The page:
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Well, this one is old, but in case anyone need this. You can assign as many floating ip as you have interfaces Assuming you already have a setup with private networks and corresponding external networks.

Add second network port to instance Ifup interface (private network) Let's say you added eth1 with network 192.168.1.0/24 and ip 192.168.1.3 and gateway as 192.168.1.1 Attach second floating ip Add 2nd routing table and routing rules.

echo "1 rt2" >> /etc/iproute2/rt_tables

ip route add 192.168.1.0/24 dev eth1 src 192.168.1.3 table rt2 ip route add default via 192.168.1.1 dev eth1 table rt2

ip rule add from 192.168.1.3/32 table rt2 ip rule add to 192.168.1.3/32 table rt2

And there you go, you have multiple floating ip's. It's useful for any setups with already existing networking infrastructure, as floating ip's adds flexibility to it.

Well, this one is old, but in case anyone need this. You can assign as many floating ip as you have interfaces Assuming you already have a setup with private networks and corresponding external networks.

Add second network port to instance Ifup interface (private network) Let's say you added eth1 with network 192.168.1.0/24 and ip 192.168.1.3 and gateway as 192.168.1.1 Attach second floating ip Add 2nd routing table and routing rules.

echo "1 rt2" >> /etc/iproute2/rt_tables

ip route add 192.168.1.0/24 dev eth1 src 192.168.1.3 table rt2 rt2

ip route add default via 192.168.1.1 dev eth1 table rt2

ip rule add from 192.168.1.3/32 table rt2 rt2

ip rule add to 192.168.1.3/32 table rt2

And there you go, you have multiple floating ip's. It's useful for any setups with already existing networking infrastructure, as floating ip's adds flexibility to it.

Well, this one is old, but in case anyone need this. You can assign as many floating ip as you have interfaces Assuming you already have a setup with private networks and corresponding external networks.

Add second network port to instance instance

Ifup interface (private network) network)

Let's say you added eth1 with network 192.168.1.0/24 and ip 192.168.1.3 and gateway as 192.168.1.1 192.168.1.1

Attach second floating ip ip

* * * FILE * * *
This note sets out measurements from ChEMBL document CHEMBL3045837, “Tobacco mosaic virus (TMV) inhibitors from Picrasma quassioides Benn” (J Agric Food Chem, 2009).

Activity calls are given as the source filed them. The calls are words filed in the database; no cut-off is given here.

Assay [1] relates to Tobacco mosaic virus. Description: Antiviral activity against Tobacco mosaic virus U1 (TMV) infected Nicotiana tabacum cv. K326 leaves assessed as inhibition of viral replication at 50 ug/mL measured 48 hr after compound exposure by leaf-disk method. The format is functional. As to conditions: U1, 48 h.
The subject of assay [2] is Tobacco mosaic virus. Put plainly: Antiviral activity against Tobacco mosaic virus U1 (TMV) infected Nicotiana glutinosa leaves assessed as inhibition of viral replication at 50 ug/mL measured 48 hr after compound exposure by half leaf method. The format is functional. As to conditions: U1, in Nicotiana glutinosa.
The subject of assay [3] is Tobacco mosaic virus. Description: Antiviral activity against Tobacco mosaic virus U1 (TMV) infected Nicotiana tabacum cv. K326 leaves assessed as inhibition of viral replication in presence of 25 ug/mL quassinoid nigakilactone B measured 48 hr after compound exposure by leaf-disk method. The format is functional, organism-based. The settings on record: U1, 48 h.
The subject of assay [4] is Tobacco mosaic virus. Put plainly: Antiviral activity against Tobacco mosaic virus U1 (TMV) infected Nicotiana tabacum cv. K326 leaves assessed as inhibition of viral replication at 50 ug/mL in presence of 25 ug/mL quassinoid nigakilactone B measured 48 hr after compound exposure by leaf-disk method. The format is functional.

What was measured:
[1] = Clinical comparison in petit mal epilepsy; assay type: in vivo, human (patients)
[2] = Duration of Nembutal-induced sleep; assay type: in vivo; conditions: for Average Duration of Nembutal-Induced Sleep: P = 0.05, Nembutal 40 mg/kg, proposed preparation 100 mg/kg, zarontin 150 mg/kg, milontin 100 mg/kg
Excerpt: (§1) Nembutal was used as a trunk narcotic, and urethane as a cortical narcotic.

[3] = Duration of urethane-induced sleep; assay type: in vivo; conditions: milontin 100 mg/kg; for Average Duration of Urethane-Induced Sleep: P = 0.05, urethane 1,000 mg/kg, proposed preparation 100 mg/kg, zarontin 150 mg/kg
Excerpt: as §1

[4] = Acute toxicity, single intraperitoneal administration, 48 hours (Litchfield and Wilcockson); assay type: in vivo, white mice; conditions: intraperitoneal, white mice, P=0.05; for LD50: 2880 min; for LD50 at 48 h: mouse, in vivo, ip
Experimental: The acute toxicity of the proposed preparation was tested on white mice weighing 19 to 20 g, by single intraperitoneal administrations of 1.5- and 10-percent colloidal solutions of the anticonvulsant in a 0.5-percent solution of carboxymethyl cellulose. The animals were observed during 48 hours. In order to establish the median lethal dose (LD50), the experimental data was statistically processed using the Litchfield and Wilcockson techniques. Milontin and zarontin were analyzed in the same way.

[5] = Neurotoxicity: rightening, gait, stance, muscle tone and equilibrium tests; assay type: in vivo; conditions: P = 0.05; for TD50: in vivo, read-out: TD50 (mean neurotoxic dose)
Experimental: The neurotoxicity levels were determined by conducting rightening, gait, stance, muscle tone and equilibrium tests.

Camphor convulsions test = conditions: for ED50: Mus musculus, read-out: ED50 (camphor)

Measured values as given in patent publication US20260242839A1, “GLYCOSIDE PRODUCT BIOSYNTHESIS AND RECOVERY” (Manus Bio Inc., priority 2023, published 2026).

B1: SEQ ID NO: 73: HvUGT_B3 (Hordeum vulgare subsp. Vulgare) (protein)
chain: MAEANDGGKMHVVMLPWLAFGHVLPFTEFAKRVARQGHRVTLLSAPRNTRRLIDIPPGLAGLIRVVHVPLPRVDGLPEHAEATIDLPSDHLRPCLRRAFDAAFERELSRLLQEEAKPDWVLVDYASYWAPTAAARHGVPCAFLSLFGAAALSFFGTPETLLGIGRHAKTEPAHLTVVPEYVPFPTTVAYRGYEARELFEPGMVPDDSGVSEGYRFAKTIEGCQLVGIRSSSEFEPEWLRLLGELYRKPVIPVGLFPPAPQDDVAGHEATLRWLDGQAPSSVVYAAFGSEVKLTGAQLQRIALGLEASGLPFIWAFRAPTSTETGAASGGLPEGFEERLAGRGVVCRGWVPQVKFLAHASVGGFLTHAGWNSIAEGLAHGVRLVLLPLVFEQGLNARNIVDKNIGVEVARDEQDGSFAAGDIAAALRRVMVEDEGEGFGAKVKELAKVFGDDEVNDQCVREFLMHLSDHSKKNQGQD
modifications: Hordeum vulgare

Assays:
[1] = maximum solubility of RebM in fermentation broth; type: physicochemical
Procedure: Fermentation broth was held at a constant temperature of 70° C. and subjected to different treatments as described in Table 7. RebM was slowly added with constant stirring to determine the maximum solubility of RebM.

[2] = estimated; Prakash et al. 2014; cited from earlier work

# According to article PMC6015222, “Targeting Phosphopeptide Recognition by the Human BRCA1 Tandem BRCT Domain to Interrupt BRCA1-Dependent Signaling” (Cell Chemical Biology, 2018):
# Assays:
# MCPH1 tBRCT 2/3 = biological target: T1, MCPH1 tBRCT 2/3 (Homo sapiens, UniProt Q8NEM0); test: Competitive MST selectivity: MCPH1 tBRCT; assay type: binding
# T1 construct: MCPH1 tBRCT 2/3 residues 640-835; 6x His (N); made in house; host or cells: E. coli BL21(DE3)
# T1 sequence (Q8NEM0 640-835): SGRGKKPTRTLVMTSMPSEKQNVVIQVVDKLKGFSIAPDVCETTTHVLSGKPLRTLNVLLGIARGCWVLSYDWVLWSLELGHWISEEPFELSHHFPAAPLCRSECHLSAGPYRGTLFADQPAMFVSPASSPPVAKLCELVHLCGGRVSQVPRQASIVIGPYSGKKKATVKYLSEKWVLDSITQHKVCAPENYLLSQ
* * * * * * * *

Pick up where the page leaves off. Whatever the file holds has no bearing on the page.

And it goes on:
Add 2nd routing table and routing rules.


echo "1 rt2" >> /etc/iproute2/rt_tables

ip route add 192.168.1.0/24 dev eth1 src 192.168.1.3 table rt2

ip route add default via 192.168.1.1 dev eth1 table rt2

ip rule add from 192.168.1.3/32 table rt2

ip rule add to 192.168.1.3/32 table rt2

And there you go, you have multiple floating ip's. It's useful for any setups with already existing networking infrastructure, as floating ip's adds flexibility to it.

Well, this one is old, but in case anyone need this. You can assign as many floating ip as you have interfaces Assuming you already have a setup with private networks and corresponding external networks.

Add second network port to instance

Ifup interface (private network)

Let's say you added eth1 with network 192.168.1.0/24 and ip 192.168.1.3 and gateway as 192.168.1.1

Attach second floating ip

Add 2nd routing table and routing rules.


echo "1 rt2" >> /etc/iproute2/rt_tables

ip route add 192.168.1.0/24 dev eth1 src 192.168.1.3 table rt2

ip route add default via 192.168.1.1 dev eth1 table rt2

ip rule add from 192.168.1.3/32 table rt2

ip rule add to 192.168.1.3/32 table rt2

And there you go, you have multiple floating ip's. It's useful for any setups with already existing networking infrastructure, as floating ip's adds flexibility to it.

Well, this one is old, but in case anyone need this. You can assign as many floating ip as you have interfaces Assuming you already have a setup with private networks and corresponding external networks.

  1. Add second network port to instance

  2. Ifup interface (private network)

  3. Let's say you added eth1 with with
  4. network 192.168.1.0/24 and ip 192.168.1.3 and gateway as 192.168.1.1

  5. Attach second floating ip

  6. Add 2nd routing table and routing rules.

echo "1 rt2" >> /etc/iproute2/rt_tables

ip route add 192.168.1.0/24 dev eth1 src 192.168.1.3 table rt2

ip route add default via 192.168.1.1 dev eth1 table rt2

ip rule add from 192.168.1.3/32 table rt2

ip rule add to 192.168.1.3/32 table rt2

And there you go, you have multiple floating ip's. It's useful for any setups with already existing networking infrastructure, as floating ip's adds flexibility to it.